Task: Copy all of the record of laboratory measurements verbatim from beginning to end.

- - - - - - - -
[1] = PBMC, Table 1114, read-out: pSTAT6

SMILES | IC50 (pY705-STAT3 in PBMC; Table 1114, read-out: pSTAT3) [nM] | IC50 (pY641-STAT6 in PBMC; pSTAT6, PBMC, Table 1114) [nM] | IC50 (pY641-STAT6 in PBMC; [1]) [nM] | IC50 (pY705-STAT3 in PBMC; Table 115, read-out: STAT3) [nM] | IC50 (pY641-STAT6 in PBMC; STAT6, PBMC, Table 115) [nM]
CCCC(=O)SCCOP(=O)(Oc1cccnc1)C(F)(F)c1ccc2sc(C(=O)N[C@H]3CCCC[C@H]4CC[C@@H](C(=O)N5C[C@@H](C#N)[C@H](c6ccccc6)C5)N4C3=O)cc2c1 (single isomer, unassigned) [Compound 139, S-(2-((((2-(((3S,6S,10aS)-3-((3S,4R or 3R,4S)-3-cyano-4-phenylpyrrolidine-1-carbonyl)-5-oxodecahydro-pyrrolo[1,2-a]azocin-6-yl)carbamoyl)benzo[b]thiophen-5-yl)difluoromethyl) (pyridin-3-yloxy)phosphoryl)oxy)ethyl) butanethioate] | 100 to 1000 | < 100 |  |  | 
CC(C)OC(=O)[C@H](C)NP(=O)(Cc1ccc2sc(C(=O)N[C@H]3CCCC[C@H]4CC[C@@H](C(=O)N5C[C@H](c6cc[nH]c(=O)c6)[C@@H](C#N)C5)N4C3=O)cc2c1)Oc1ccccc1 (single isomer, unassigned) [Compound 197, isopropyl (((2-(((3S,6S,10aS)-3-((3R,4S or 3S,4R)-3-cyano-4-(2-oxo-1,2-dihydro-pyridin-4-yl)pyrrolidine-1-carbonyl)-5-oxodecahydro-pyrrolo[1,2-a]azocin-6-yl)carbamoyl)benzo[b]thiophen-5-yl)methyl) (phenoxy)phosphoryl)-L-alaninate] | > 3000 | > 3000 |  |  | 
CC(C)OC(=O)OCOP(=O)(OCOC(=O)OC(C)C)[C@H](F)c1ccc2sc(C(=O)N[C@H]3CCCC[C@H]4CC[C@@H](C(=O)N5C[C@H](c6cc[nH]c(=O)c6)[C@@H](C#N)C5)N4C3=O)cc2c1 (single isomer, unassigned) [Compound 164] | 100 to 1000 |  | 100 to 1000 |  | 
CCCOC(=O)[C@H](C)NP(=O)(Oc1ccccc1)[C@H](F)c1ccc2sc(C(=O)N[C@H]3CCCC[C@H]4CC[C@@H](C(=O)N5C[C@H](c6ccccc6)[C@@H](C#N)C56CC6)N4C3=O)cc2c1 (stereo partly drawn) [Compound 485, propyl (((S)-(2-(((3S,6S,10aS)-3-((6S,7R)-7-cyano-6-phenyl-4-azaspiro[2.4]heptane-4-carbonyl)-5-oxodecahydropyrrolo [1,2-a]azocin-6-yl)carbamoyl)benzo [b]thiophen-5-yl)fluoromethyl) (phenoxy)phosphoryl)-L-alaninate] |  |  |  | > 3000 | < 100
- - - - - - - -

[1] = PBMC, Table 1114, read-out: pSTAT6

SMILES | IC50 (pY705-STAT3 in PBMC; Table 1114, read-out: pSTAT3) [nM] | IC50 (pY641-STAT6 in PBMC; pSTAT6, PBMC, Table 1114) [nM] | IC50 (pY641-STAT6 in PBMC; [1]) [nM] | IC50 (pY705-STAT3 in PBMC; Table 115, read-out: STAT3) [nM] | IC50 (pY641-STAT6 in PBMC; STAT6, PBMC, Table 115) [nM]
CCCC(=O)SCCOP(=O)(Oc1cccnc1)C(F)(F)c1ccc2sc(C(=O)N[C@H]3CCCC[C@H]4CC[C@@H](C(=O)N5C[C@@H](C#N)[C@H](c6ccccc6)C5)N4C3=O)cc2c1 (single isomer, unassigned) [Compound 139, S-(2-((((2-(((3S,6S,10aS)-3-((3S,4R or 3R,4S)-3-cyano-4-phenylpyrrolidine-1-carbonyl)-5-oxodecahydro-pyrrolo[1,2-a]azocin-6-yl)carbamoyl)benzo[b]thiophen-5-yl)difluoromethyl) (pyridin-3-yloxy)phosphoryl)oxy)ethyl) butanethioate] | 100 to 1000 | < 100 |  |  | 
CC(C)OC(=O)[C@H](C)NP(=O)(Cc1ccc2sc(C(=O)N[C@H]3CCCC[C@H]4CC[C@@H](C(=O)N5C[C@H](c6cc[nH]c(=O)c6)[C@@H](C#N)C5)N4C3=O)cc2c1)Oc1ccccc1 (single isomer, unassigned) [Compound 197, isopropyl (((2-(((3S,6S,10aS)-3-((3R,4S or 3S,4R)-3-cyano-4-(2-oxo-1,2-dihydro-pyridin-4-yl)pyrrolidine-1-carbonyl)-5-oxodecahydro-pyrrolo[1,2-a]azocin-6-yl)carbamoyl)benzo[b]thiophen-5-yl)methyl) (phenoxy)phosphoryl)-L-alaninate] | > 3000 | > 3000 |  |  | 
CC(C)OC(=O)OCOP(=O)(OCOC(=O)OC(C)C)[C@H](F)c1ccc2sc(C(=O)N[C@H]3CCCC[C@H]4CC[C@@H](C(=O)N5C[C@H](c6cc[nH]c(=O)c6)[C@@H](C#N)C5)N4C3=O)cc2c1 (single isomer, unassigned) [Compound 164] | 100 to 1000 |  | 100 to 1000 |  | 
CCCOC(=O)[C@H](C)NP(=O)(Oc1ccccc1)[C@H](F)c1ccc2sc(C(=O)N[C@H]3CCCC[C@H]4CC[C@@H](C(=O)N5C[C@H](c6ccccc6)[C@@H](C#N)C56CC6)N4C3=O)cc2c1 (stereo partly drawn) [Compound 485, propyl (((S)-(2-(((3S,6S,10aS)-3-((6S,7R)-7-cyano-6-phenyl-4-azaspiro[2.4]heptane-4-carbonyl)-5-oxodecahydropyrrolo [1,2-a]azocin-6-yl)carbamoyl)benzo [b]thiophen-5-yl)fluoromethyl) (phenoxy)phosphoryl)-L-alaninate] |  |  |  | > 3000 | < 100